This year, nearly all of the country is being hit with some sort of snowfall. Riding in the snow is one of winter’s joys and is a nice change for your horse. There are sports like skijoring that let you combine riding with skiing. However, there are several things to consider before riding off into the snow.
First, how will your horse react to snow? It’s a different surface for him. It looks different, it feels different – this can be spooky to some horses. If it’s merely a dusting of snow, this might not be an issue. But once it gets up around his knees, it becomes a whole new experience.
Depending on where you live – or how long the snow has been around – there are two kinds of snow. Soft and fluffy or packed and icy.
Just as skiers and snowboarders love the soft, fluffy snow, this “powder” is ideal for riding due to its even smoothness on trails. However, it can take more effort for your horse to push his legs through it. It’s just as important to give your horse a thorough warm-up before riding in snow. This can help prevent sore muscles later. Know where you are riding as powdery snow can also cover hazards such as large rocks or tree stumps. The good news? It provides for a softer landing if you and your horse “disconnect.”
Packed snow is what you get when you are following a trail made by someone else – another horse, a skier, a snowmobile. It takes less energy for your horse to walk through it, but packed snow can also turn icy so be aware of the possibility of your horse slipping. Due to the sun and shade provided by trees or other structures, a trail can have stretches of powder AND patches of ice that can come up unexpectedly.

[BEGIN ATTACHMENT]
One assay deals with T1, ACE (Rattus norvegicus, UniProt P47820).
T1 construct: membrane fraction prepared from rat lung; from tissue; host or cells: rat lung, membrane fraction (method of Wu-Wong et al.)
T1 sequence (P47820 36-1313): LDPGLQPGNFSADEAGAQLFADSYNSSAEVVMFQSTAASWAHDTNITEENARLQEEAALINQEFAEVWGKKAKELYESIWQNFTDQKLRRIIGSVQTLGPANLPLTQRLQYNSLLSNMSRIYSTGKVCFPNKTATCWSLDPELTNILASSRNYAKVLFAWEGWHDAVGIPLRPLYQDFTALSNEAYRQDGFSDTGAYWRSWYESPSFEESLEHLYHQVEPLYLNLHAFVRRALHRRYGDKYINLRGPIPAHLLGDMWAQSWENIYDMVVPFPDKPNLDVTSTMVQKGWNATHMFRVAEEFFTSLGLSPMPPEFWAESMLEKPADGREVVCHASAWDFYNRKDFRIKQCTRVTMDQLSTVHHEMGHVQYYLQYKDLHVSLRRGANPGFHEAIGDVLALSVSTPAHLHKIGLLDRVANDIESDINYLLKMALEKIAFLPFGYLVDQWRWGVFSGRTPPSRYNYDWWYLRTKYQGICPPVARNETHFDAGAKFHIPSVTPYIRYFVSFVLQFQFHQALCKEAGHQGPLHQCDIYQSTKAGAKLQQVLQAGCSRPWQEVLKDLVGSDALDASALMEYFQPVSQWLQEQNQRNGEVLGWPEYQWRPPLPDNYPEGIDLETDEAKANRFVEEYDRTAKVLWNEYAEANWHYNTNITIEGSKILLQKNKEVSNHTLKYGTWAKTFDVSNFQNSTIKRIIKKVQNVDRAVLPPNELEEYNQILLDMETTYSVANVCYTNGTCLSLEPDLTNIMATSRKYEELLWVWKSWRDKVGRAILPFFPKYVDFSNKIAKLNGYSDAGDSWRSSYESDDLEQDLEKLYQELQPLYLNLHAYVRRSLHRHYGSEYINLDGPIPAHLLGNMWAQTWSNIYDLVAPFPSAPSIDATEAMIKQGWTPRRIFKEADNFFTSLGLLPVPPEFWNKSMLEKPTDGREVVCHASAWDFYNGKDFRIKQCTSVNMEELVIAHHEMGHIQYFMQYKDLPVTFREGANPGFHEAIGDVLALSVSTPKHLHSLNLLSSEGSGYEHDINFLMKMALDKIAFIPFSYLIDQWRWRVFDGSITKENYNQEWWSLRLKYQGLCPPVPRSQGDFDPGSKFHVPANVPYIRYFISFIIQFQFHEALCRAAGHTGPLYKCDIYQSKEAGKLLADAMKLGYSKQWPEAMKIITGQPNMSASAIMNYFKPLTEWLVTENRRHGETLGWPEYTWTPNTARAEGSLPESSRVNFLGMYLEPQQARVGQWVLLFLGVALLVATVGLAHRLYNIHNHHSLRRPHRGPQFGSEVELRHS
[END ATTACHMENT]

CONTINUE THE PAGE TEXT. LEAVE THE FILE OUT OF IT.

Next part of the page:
This wetter, icier snow is a prime cause of “ice balls” in your horse’s hoofs. When your horse walks on snow, the heat of his hoof can warm up the snow while it touching the metal horseshoe can make it freeze again, causing a buildup. After a while, this turns into an uneven mass that can cause your horse discomfort when walking and even real damage to tendons and joints. There are several ways to help prevent this problem. They include letting your horse go barefoot, using hoof boots or adding anti-snowball pads.
Finally, make sure both you and your horse are dressed for the weather. If you have snow, the temperature is probably already near or below freezing. And riding outside means no blocks from the wind, making it even colder. Consider a quarter sheet for your horse’s hindquarters to keep those big muscles warm. And dress in layers yourself.
It looks like a long winter ahead so make the most of it with a safe ride in the snow.
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